Colorado mountains and trees

Transforming through Turmoil: The New Normal

As we embark on a new year and continue to face the collective turmoil of uncertain times, let’s take a moment to honor the many we have lost and others who are today suffering or experiencing trauma. 

Once you’re ready, I’d like to spend some time thinking about our relationship with change, and how we can harness it to transform toward that new normal so many of us keep talking about. 

The news, social media and even our data from Pulse: The Colorado Health Foundation Poll show that many Coloradans are in survival mode when it comes to keeping healthy and safe in the midst of an ever-evolving pandemic and so much more. Families and communities are feeling pinched and overwhelmed by high costs for the basics – from housing to child care – while grappling with mental health and well-being challenges like never before. Many wonder if the burgeoning 2020 movement around racial reckoning has fizzled, and what that means for continually exacerbated inequities we’ve been fighting now for generations. 

Health is further from reach than ever, especially for communities of color and those who live on low incomes in our state. Hoping to return to the normal that existed before isn’t going to cut it. And, creating a new normal needs some real definition and a common understanding.

While it may feel like a tough start to the new year, the light we need could emerge from the very thing that is constant in our lives: change.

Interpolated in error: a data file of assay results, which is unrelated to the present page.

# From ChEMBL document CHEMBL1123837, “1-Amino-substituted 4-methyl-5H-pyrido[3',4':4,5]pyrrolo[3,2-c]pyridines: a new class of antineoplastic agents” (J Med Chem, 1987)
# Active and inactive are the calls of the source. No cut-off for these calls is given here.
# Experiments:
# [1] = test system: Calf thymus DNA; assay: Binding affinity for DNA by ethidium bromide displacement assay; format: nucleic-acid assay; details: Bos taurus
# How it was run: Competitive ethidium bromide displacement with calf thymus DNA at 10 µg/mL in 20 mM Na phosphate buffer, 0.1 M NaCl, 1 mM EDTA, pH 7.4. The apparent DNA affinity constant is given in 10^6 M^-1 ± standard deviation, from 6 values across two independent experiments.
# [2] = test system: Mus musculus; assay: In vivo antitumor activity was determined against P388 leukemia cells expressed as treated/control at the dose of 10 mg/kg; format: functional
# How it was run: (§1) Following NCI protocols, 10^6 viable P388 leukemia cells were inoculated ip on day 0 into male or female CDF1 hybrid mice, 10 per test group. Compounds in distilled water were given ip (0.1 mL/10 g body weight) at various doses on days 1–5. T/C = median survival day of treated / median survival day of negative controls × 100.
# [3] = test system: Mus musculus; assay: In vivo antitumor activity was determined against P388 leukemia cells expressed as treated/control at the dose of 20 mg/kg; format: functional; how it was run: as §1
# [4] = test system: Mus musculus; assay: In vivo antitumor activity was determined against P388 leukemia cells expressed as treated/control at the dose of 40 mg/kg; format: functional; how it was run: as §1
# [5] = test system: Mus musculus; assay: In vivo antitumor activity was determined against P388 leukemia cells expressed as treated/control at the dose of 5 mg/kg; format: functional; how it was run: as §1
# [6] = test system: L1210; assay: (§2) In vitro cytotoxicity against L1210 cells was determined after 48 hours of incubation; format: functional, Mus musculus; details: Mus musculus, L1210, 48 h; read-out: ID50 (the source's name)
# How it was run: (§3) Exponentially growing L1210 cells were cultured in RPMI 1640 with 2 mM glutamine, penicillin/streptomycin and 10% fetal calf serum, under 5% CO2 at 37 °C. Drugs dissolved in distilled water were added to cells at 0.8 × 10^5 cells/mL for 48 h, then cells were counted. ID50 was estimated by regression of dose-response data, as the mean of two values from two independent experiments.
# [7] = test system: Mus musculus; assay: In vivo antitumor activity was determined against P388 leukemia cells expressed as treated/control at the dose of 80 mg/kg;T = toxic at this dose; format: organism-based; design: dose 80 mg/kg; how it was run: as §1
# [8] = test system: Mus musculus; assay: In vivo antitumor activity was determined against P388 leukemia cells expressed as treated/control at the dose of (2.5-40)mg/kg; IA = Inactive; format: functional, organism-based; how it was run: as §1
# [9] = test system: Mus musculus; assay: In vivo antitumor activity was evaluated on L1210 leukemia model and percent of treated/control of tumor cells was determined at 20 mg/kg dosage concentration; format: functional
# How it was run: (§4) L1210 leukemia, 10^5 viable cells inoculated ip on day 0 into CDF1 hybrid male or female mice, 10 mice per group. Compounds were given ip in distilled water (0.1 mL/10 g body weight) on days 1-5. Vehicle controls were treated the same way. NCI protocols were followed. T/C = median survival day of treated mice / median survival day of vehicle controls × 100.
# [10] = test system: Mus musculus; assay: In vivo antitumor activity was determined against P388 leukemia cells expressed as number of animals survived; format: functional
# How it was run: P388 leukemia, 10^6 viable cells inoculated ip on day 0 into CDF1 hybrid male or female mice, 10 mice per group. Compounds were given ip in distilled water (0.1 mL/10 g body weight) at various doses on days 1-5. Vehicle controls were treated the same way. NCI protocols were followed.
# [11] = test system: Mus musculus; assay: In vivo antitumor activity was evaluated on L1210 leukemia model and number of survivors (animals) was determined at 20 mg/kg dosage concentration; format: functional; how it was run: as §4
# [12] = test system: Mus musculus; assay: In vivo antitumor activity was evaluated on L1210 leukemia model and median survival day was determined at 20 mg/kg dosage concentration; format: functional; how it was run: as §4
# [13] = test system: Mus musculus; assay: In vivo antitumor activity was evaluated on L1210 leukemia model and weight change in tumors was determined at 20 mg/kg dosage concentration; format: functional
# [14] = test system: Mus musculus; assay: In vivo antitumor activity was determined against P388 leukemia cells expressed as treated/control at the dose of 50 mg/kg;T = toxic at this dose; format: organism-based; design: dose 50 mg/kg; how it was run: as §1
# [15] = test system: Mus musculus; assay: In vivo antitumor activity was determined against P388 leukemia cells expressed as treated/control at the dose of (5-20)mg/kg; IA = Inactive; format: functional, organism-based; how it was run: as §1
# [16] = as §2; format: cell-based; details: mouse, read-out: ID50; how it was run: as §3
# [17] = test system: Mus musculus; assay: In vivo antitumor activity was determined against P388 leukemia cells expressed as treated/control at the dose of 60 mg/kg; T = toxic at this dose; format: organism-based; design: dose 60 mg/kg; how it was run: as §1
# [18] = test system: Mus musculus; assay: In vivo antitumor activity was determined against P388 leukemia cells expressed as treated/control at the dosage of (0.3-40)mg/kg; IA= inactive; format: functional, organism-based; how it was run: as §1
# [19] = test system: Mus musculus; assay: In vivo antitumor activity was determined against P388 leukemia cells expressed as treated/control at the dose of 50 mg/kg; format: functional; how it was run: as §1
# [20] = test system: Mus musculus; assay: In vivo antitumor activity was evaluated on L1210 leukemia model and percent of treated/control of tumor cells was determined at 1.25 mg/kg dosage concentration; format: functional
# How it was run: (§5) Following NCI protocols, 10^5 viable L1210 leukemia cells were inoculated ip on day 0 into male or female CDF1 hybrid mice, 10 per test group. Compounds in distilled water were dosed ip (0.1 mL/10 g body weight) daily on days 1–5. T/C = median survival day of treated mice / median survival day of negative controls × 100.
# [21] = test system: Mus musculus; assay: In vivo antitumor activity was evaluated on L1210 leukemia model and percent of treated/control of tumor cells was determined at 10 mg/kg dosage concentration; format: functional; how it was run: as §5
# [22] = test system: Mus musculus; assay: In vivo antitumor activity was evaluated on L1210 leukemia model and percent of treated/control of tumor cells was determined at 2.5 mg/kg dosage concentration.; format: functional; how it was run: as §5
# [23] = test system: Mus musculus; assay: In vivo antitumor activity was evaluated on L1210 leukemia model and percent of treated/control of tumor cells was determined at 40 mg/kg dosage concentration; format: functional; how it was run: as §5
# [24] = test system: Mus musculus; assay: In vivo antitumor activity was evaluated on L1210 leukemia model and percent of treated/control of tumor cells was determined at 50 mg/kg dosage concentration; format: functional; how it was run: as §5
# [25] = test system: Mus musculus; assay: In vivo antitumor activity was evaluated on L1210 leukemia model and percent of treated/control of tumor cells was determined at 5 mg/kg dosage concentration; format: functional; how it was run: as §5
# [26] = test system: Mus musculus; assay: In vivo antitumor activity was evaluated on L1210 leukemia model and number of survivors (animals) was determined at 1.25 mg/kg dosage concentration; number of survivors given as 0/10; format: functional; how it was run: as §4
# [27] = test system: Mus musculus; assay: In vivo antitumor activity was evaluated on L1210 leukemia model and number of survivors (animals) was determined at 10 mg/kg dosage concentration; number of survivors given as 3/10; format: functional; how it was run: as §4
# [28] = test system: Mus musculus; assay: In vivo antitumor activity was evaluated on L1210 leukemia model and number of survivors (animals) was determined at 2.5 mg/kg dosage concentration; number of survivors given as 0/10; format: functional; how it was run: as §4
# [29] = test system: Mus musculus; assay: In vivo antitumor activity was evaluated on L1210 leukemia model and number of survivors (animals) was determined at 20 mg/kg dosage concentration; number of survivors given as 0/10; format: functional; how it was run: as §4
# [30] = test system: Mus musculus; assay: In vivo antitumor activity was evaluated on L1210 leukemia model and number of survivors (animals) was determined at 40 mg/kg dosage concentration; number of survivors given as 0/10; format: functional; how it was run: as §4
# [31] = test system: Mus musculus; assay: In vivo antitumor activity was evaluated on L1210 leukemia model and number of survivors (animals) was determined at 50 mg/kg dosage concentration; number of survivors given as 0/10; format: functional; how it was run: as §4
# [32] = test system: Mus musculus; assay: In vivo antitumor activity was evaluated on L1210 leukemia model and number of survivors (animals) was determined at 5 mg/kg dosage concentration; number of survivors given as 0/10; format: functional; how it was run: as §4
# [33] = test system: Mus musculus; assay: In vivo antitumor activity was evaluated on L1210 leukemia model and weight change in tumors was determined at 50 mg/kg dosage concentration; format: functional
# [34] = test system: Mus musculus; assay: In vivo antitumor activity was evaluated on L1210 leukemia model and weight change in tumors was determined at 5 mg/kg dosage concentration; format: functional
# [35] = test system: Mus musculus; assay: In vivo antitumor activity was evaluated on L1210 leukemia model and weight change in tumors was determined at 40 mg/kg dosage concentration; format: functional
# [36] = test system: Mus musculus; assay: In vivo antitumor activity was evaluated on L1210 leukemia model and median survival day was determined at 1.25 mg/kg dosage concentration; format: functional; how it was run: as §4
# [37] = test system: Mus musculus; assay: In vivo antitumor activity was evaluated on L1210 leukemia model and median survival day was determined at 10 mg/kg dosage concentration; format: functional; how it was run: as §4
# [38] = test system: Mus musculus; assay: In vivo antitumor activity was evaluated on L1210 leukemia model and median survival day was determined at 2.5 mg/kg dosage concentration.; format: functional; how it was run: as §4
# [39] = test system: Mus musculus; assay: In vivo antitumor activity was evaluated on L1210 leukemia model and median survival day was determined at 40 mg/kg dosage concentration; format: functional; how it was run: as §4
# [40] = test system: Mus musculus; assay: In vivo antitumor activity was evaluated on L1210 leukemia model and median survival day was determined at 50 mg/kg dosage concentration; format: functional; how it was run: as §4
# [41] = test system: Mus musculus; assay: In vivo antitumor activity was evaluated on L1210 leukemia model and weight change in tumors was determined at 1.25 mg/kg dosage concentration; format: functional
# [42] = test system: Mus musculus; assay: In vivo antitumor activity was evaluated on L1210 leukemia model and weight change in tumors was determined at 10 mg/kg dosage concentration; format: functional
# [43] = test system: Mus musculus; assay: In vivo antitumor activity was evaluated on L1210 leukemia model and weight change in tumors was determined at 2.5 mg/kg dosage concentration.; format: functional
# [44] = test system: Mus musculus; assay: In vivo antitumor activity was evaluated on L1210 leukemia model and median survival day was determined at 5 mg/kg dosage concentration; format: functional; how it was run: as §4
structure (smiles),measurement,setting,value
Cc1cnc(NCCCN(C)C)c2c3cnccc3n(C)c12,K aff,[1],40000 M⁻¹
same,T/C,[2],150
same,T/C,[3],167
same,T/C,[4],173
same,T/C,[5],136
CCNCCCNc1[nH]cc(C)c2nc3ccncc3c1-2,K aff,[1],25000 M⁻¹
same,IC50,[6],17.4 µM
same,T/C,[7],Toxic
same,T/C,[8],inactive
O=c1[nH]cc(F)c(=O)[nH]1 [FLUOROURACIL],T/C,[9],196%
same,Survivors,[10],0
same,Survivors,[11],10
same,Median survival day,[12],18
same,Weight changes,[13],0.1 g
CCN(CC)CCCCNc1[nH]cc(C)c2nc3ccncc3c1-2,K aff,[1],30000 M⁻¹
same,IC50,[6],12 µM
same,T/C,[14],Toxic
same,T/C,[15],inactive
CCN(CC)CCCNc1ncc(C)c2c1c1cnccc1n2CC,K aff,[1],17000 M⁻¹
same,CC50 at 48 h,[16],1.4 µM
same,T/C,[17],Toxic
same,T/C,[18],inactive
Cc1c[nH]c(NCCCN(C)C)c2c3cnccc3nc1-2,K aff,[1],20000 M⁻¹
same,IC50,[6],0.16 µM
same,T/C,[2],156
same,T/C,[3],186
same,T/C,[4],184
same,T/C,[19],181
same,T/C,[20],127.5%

What if we viewed our relationship with change differently than ever before?:

  • Can we harness change to disrupt the status quo
  • Instead of viewing our current environment as an impediment to change, what if we viewed it as a facilitating agent for change?
  • What if change and uncertainty is the new normal? If so, what’s it going to take for us to commonly agree and accept that? 

We asked ourselves these questions throughout last year at the Foundation, because the other constant for us is mission, and that means creating transformation toward equity is a non-negotiable. In exploring what today’s world means for our mission in the midst of turmoil and uncertainty, we found many opportunities to advance work we were already doing while making an even deeper commitment to justice and equity than ever before. Here’s how that’s taking shape for us:

  • Racial justice is our best bet to achieve health equity. Since 2015, we have prioritized health equity as a goal for Coloradans for whom health is out of reach. And, the past two years have underscored that goal, which still holds true for us. However, we have determined that our key pathway to achieving that goal is by pursuing racial justice. We have prioritized this pathway because systemic racism is simply the biggest driver of the issues that we and many, many others are trying to solve in Colorado.